Stamp duty holiday extension to be debated in Parliament
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Movers hoping for an extension to the stamp duty holiday could be in luck, as the topic of whether the tax break should continue beyond the March 31 deadline is now set to be debated in Parliament.
A parliamentary e-petition calling for a six-month extension has so far been signed by more than 100,000 people, meaning the topic will be addressed in the House of Commons.
The petition – which has 113,000 signatures so far – was started by a home buyer concerned that his purchase could fail to meet the deadline for the temporary reprieve, which was introduced by Chancellor Rishi Sunak in July to help boost the property market.
The official Treasury response on a proposed extension has previously been a firm ‘no’.
It said last month that the stamp duty holiday “was designed to be a temporary relief to stimulate market activity and support jobs that rely on the property market. The Government does not plan to extend this temporary relief.”
However, the fact that there have been two further lockdowns since the tax break was introduced, and COVID-19 sickness and homeschooling have put extra pressure on already stretched lenders and conveyancers, has helped build a case in favour of an extension.
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Research by Enness Global found that almost half (48 per cent) of current movers were worried that their sale wouldn’t complete in time because of delays during the selling process, and Rightmove said on Monday (January 18) that around 100,000 sales currently in motion are likely to miss out on the saving.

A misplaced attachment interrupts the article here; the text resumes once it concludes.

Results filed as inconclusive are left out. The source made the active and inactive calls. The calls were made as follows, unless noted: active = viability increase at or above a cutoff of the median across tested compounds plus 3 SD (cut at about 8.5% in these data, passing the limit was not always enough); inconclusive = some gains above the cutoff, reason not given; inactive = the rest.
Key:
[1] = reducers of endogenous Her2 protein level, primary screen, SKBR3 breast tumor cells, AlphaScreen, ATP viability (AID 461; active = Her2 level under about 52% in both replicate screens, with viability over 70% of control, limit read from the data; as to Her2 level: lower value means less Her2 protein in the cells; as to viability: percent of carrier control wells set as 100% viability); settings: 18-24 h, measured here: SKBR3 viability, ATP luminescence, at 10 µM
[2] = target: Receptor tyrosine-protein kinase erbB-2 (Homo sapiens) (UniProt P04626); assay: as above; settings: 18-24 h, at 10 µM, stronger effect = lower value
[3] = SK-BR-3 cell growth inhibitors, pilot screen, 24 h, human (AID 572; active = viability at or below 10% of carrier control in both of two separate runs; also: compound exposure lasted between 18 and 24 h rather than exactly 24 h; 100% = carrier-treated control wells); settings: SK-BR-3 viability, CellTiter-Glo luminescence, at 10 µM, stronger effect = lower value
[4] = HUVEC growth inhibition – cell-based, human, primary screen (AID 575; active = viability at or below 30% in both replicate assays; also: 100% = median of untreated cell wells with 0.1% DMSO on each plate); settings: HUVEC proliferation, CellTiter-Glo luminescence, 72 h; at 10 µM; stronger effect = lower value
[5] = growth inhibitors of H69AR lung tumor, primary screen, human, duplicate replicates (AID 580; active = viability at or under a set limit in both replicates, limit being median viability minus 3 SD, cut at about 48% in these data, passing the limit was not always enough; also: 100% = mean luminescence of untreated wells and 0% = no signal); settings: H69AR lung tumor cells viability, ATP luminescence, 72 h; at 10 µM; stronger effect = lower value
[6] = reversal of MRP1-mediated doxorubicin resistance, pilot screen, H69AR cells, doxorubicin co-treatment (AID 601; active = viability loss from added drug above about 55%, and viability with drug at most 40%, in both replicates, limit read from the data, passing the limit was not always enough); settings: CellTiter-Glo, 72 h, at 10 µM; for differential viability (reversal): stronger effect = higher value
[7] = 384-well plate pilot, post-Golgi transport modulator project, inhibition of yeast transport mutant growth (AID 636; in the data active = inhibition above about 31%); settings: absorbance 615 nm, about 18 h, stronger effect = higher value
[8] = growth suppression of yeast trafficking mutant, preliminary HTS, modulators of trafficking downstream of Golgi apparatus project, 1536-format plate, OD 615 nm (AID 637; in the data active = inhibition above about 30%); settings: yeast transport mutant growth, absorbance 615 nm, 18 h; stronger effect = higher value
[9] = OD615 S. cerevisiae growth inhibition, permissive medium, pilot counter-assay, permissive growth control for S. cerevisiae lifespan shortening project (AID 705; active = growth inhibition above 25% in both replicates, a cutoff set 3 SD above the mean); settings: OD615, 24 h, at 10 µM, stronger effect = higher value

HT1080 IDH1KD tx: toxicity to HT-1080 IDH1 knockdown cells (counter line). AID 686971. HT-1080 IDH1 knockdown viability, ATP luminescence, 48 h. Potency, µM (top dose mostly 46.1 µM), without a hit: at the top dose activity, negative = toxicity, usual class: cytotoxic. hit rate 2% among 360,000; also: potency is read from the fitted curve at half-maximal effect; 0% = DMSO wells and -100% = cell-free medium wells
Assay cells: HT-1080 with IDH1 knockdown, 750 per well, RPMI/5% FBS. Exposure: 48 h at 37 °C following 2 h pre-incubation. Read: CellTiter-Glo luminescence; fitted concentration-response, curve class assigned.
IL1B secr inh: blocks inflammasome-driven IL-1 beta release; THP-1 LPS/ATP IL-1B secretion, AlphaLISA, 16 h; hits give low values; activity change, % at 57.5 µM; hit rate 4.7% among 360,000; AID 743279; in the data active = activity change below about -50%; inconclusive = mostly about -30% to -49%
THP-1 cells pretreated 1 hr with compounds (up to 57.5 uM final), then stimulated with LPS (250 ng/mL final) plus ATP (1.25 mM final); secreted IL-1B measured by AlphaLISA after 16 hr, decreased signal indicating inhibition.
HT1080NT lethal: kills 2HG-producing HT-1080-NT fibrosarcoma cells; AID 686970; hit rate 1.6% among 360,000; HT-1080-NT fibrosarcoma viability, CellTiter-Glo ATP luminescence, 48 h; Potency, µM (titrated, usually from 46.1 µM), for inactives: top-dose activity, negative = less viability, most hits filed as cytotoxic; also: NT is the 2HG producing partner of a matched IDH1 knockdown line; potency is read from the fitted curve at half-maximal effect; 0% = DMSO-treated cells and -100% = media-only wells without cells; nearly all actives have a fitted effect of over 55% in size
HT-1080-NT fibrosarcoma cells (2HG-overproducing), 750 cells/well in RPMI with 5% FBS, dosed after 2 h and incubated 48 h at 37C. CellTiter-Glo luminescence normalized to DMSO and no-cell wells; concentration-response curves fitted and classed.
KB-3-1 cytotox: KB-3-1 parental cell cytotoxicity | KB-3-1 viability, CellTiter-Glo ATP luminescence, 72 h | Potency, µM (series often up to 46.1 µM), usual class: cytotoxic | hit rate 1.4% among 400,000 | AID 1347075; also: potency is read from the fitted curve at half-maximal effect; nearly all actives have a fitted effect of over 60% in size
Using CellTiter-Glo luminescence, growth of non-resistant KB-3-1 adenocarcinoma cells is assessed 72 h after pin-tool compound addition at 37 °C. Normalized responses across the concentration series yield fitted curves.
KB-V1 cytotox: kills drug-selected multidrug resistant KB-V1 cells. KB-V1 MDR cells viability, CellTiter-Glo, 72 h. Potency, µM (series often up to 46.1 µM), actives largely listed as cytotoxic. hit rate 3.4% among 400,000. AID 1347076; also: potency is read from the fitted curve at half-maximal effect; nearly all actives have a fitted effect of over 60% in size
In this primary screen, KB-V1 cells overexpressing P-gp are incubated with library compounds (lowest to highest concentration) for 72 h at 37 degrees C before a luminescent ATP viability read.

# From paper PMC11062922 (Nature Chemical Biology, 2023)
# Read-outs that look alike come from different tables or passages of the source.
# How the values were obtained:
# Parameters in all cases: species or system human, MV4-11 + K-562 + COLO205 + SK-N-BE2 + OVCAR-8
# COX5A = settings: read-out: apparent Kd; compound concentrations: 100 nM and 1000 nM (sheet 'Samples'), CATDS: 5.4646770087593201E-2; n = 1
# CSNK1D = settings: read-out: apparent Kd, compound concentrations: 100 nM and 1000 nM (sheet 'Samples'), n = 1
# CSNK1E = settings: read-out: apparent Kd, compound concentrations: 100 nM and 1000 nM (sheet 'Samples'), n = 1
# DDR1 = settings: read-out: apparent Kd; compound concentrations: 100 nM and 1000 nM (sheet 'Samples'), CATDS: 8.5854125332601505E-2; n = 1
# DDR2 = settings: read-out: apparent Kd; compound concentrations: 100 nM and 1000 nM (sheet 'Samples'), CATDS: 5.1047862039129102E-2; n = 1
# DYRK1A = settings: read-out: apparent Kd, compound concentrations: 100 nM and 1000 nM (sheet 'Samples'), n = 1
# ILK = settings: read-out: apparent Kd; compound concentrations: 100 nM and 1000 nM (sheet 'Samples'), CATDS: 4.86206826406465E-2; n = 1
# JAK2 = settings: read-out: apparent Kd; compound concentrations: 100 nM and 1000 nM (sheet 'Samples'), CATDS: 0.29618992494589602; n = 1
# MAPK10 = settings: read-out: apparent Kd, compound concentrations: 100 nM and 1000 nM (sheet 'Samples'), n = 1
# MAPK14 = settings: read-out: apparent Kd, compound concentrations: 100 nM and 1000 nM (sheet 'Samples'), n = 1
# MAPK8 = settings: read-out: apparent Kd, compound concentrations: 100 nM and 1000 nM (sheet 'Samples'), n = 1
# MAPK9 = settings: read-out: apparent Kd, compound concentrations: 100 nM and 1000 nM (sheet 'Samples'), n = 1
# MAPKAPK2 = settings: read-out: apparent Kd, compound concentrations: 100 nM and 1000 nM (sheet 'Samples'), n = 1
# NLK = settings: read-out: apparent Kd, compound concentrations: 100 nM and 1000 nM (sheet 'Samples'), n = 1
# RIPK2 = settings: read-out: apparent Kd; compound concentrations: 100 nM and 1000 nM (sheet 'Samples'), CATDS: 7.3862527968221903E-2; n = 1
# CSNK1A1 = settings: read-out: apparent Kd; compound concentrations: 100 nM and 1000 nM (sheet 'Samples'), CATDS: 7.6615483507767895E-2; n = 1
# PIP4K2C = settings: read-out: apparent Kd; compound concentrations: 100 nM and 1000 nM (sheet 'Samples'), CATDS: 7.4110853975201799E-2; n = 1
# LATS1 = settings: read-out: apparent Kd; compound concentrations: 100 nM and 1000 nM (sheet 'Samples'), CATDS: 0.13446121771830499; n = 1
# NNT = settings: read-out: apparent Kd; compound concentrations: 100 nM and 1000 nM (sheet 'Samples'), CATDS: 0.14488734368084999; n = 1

Tim Bannister, Rightmove’s director of property data, said: “There are still a huge number of sales agreed in 2020 that are stuck in the processing logjam and awaiting legal completion, with many hoping to beat the impending tax deadline.
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“For those who fail to do so, there may be difficulties if they have factored the tax savings into their budget calculations.”
Estate agents' industry body NAEA Propertymark is also calling for the cut to be extended.
Mark Hayward, Propertymark chief policy advisor, said: “The boom, caused by the property tax holiday, has been hugely beneficial for the housing market; however, the property tax cliff edge on 31 March 2021 could cause thousands of sales to fall at the final hurdle and have a knock-on and drastic effect on the housing market which has recovered well from the COVID slump.
"We have been calling on Government for some time to rethink the 31 March deadline, so pressure on the system can be released to allow transactions to complete and avoid a disorderly and distressing period for movers and businesses throughout the market."